West powers open to more bombing raidsTop News | Apr 16, 2018
US, French and British missile attacks struck at the heart of Syria's chemical weapons program on Saturday in retaliation for a suspected poison gas attack a week ago, although the restrained assault appeared unlikely to halt Syrian President Bashar al-Assad's progress in the seven-year-old civil war.
The bombing, denounced by Damascus and its allies as an illegal act of aggression, was the biggest intervention by Western countries against Assad and his powerful ally Russia.
But the three countries said the strikes were limited to Syria's chemical weapons capabilities and not aimed at toppling Assad or intervening in the civil war.
Speaking on British television yesterday, British Foreign Secretary Boris Johnson threw his weight behind Prime Minister Theresa May's decision to take part in the attack, saying it was the right thing to do to deter further use of chemical weapons.
"There is no proposal on the table at the moment for further attacks because so far, thank heavens, the Assad regime have not been so foolish as to launch another chemical weapons attack," he said.
"If and when such a thing were to happen, then clearly with allies we would study what the options were."
His comments appeared in line with those of US ambassador to the United Nations, Nikki Haley, who said at an emergency meeting of the Security Council that Trump told her that if Syria uses poisonous gas again, "The United States is locked and loaded."
The Western countries said the strikes were aimed at preventing more Syrian chemical weapons attacks after a suspected poison gas attack in Douma on April 7 killed up to 75 people. They blame Assad's government for the attack.
US President Donald Trump called the operation a success. He proclaimed on Twitter: "Mission accomplished," echoing former president George W Bush, whose use of the same phrase in 2003 to describe the US invasion of Iraq was widely ridiculed as violence there dragged on for years.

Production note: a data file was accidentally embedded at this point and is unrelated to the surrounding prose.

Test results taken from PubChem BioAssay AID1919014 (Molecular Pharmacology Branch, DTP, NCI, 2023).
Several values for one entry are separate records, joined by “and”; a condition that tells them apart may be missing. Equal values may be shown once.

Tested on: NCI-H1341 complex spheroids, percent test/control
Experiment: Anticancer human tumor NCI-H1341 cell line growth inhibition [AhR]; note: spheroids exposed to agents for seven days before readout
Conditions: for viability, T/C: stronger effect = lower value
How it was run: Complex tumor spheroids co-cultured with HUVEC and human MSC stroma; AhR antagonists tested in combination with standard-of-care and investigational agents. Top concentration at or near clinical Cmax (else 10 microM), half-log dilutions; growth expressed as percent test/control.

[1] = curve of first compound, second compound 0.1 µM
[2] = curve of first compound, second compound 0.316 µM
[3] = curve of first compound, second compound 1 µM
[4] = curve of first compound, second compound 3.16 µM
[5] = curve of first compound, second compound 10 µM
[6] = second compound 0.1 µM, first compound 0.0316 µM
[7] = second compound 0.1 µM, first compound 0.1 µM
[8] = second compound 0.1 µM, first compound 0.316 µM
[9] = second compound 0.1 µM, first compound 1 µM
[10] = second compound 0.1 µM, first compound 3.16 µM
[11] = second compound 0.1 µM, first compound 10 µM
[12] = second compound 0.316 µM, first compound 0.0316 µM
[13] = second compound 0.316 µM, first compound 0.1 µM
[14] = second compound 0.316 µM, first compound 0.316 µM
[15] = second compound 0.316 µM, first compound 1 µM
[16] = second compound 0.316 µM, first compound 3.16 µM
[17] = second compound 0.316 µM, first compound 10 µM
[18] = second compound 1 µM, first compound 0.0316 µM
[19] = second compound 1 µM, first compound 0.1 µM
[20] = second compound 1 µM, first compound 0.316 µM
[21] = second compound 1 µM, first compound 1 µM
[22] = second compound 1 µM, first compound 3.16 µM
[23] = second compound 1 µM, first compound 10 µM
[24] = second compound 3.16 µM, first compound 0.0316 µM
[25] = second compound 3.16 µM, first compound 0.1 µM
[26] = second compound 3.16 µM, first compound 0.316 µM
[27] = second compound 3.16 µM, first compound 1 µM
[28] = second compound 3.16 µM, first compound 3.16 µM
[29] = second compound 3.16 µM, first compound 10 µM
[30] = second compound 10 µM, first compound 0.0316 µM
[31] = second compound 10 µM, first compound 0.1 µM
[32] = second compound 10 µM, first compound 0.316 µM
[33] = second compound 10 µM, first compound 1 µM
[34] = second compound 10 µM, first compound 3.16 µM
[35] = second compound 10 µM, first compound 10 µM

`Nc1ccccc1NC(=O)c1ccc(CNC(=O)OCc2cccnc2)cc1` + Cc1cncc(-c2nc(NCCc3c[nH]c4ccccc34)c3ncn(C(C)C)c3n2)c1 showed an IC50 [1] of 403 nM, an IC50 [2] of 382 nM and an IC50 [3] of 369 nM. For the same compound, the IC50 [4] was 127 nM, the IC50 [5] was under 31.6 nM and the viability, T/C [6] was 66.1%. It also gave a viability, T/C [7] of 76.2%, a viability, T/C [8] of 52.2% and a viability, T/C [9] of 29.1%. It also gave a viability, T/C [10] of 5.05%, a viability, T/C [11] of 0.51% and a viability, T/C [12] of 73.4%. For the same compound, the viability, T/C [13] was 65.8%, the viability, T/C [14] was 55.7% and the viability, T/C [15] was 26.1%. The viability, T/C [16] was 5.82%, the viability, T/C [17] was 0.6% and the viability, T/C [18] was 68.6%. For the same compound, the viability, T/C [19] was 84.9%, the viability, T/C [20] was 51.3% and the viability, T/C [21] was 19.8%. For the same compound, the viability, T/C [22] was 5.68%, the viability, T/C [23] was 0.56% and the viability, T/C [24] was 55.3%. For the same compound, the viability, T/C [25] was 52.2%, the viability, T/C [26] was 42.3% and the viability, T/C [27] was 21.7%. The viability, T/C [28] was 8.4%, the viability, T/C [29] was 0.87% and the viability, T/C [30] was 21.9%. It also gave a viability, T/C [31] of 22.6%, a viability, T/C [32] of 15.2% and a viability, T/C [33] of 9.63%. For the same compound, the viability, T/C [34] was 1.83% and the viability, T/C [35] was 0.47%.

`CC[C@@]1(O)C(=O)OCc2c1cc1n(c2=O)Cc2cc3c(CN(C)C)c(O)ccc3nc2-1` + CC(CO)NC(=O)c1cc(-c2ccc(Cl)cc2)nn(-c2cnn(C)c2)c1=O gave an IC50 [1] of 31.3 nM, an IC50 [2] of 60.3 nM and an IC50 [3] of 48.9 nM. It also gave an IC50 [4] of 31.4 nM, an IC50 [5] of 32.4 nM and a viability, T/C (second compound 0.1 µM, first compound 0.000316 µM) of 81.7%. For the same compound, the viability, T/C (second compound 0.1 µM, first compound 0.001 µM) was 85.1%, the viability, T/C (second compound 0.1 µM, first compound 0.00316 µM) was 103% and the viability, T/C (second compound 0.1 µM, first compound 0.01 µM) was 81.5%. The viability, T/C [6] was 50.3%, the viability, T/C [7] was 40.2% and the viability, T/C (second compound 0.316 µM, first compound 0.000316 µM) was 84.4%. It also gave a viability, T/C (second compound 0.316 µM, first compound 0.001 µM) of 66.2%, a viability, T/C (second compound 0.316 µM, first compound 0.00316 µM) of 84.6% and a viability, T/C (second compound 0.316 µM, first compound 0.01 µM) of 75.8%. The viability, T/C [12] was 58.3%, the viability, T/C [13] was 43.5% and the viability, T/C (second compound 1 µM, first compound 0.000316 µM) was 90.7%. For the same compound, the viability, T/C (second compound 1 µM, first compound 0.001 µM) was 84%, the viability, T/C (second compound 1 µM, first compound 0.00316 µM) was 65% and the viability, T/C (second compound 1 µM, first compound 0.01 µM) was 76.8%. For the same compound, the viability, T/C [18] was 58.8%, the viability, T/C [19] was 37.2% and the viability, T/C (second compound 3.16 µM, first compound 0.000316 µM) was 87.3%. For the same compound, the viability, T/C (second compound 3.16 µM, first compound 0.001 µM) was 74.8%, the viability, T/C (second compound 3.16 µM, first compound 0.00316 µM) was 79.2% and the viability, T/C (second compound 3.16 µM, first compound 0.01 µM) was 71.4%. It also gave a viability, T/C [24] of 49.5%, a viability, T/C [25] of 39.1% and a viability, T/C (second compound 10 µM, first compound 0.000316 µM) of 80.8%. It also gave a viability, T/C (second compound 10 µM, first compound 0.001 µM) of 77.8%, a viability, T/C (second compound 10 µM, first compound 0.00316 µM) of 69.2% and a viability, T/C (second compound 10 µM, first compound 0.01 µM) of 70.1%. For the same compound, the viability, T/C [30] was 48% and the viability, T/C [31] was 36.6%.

The Pentagon has said the strikes successfully hit the three chemical weapons facilities which were targeted.
US Lieutenant General Kenneth McKenzie said at the Pentagon: "We believe that by hitting Barzeh, in particular, we've attacked the heart of the Syrian chemicals weapon program."
But McKenzie said elements of the program remain and he could not guarantee that Syria would be unable to conduct a chemical attack in the future.
There were no immediate reports of casualties.
Russian Foreign Minister Sergei Lavrov said the strikes were "unacceptable and lawless."
Syrian state media called them a "flagrant violation of international law."
Washington described the strike targets as a center near Damascus for the research, development, production and testing of chemical and biological weapons; a chemical weapons storage site near the city of Homs; and another site near Homs that stored chemical weapons equipment and housed a command post.
Inspectors from the global chemical weapons watchdog OPCW were due to try to visit Douma to inspect the site of the suspected gas attack.
Russia, whose ties with the West have sunk to levels of Cold War-era hostility, denies any gas attack happened in Douma and even said Britain staged it to whip up anti-Russian hysteria.
Syria agreed in 2013 to give up its chemical weapons after a nerve gas attack killed hundreds of people in Douma. Damascus is still permitted to have chlorine for civilian use, although its use as a weapon is banned.
Allegations of Assad's chlorine use have been frequent although, unlike nerve agents, chlorine did not produce mass casualties as seen last week.